The China America Diabetes Mellitus (CADM) study is a large-scale genetic epidemiology study designed to investigate the genetic and environmental determinants of metabolic disorders including T2D, dyslipidemia, kidney disease, and hypertension. In CADM, ~2000 unrelated participants with written informed consent were enrolled from Suizhou, China, of whom 1908 were genotyped and included in these analyses. Suizhou, a historic city, is located in the Hubei province, central China and has a population of over 2 million, most of whom are Han Chinese (99.2%). Ethical approval for the study was obtained from the Institutional Review Boards of Howard University, the National Institutes of Health, and IRB of Suizhou Central Hospital, Suizhou, China. All enrolled participants provided written informed consent during the clinical visit before commencement of data collection by interview and collection of biospeciments. Details of the study protocol were clearly explained to each participants and potential participants had the opportunity to ask questions before signing the consent documents.

Phenotype definitions

During a clinic examination, interviewers collected demographic information from the participants. All enrolled individuals self-identified as Han Chinese. Weight was measured in light clothes on an electronic scale to the nearest 0.1 kg, and height was measured with a stadiometer to the nearest 0.1 cm. Body mass index (BMI) was computed as weight (kg) divided by the square of height (m2). Blood samples were obtained from all participants after an overnight fast. T2D diagnosis was based on any of the following criteria established by the American Diabetes Association Expert Committee: fasting plasma glucose concentration ≥ 126 mg/dl (7.0 mmol/l), 2-hour post load value in the oral glucose tolerance test ≥ 200 mg/dl (11.1 mmol/l) on more than one occasion, history of T2D or on prescribed medication for diabetes. Cases were defined as individuals diagnosed with T2D, while controls were individuals without T2D. Hypertension was defined as systolic blood pressure (SBP) ≥ 140 mmHg and/or diastolic blood pressure (DBP) ≥ 90 mmHg, or use of blood pressure medication.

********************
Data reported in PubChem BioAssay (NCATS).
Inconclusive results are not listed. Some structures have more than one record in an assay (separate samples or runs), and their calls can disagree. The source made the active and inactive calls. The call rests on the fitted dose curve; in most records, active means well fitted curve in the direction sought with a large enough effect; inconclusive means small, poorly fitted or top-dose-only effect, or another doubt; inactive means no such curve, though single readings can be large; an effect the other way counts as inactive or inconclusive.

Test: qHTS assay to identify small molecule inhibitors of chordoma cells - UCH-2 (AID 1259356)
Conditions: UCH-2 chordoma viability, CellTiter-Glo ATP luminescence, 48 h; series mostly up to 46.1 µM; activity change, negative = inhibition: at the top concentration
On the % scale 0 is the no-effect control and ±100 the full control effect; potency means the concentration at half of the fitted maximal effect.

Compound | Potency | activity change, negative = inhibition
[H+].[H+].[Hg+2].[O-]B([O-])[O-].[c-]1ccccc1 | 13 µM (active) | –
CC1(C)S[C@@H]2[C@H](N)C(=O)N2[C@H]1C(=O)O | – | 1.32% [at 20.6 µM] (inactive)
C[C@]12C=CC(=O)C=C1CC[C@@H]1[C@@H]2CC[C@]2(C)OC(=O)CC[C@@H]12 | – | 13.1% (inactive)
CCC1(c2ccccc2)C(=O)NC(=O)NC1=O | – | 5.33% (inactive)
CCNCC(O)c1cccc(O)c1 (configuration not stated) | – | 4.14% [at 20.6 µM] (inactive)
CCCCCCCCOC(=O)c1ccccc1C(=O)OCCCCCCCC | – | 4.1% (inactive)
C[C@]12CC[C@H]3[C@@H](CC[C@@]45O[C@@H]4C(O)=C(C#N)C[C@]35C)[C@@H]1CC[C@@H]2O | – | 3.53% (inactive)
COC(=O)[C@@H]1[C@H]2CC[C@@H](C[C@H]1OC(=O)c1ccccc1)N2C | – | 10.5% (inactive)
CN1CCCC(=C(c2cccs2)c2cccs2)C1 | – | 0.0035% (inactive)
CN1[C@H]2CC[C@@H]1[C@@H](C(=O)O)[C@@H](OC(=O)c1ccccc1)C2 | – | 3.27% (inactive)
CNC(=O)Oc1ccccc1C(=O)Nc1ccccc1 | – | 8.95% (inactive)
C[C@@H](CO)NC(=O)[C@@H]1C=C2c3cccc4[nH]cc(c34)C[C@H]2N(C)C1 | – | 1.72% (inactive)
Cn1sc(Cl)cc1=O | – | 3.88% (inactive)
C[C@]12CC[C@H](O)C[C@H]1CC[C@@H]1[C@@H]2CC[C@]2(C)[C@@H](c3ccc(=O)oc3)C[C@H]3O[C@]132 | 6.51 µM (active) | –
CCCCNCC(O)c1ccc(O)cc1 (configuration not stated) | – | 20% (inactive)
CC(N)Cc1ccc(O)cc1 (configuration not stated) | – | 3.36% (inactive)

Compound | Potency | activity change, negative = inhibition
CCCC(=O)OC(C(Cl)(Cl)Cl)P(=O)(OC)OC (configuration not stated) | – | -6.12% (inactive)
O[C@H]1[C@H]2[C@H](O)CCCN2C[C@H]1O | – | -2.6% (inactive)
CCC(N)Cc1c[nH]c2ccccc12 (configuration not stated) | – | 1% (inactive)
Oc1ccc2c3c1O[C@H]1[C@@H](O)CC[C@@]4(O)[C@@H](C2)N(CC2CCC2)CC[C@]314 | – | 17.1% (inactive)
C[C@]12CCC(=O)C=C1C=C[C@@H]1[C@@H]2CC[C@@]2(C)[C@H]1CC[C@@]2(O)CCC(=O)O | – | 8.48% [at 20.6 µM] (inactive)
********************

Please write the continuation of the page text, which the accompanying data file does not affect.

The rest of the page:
DNA sample preparation, genotyping, and quality control

DNA was extracted from buffy coat samples using a chemagenic DNA Isolation Kit (PerkinElmer Chemagen Technologie Gmb, Baesweiler, Germany) following the manufacturer's instructions. Samples were genotyped using Affymetrix Axiom® Exome Genotyping Arrays. This array is primarily designed to detect coding variation and contains over 300,000 markers, including non-synonymous and synonymous SNPs as well as variants in splice and stop codons, and 30,000 single-base and complex indels. Genotypes were called using Axiom GT1 algorithm as implemented in Affymetrix genotyping console 4.1.3, which is a new genotyping procedure developed specifically for use with Affymetrix Axiom® Genome-wide human arrays.